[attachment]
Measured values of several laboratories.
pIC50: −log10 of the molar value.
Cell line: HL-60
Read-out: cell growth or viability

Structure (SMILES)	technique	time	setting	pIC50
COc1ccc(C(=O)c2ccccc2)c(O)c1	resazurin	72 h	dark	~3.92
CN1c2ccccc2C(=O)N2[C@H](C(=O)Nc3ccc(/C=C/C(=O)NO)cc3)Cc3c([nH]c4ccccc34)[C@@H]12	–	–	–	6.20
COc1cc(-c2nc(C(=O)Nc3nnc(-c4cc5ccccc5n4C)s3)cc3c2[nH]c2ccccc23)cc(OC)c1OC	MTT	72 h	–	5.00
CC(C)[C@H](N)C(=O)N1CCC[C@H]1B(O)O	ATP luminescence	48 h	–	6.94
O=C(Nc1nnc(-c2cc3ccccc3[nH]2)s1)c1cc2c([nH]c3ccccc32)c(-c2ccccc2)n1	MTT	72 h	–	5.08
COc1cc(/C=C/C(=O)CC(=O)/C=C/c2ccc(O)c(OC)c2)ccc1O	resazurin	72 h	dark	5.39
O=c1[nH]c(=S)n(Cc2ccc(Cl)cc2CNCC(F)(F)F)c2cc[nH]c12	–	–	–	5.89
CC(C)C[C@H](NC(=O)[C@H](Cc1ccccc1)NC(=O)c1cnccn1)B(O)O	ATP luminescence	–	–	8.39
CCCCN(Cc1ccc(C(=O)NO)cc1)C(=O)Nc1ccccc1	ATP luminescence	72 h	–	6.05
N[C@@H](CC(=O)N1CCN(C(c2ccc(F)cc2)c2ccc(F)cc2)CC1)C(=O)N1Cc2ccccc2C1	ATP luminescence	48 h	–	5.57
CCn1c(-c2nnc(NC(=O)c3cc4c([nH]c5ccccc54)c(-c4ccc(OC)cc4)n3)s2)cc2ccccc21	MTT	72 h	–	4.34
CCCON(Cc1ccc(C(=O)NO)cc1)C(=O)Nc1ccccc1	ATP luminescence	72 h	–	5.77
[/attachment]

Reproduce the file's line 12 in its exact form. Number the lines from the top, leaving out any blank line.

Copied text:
O=c1[nH]c(=S)n(Cc2ccc(Cl)cc2CNCC(F)(F)F)c2cc[nH]c12	–	–	–	5.89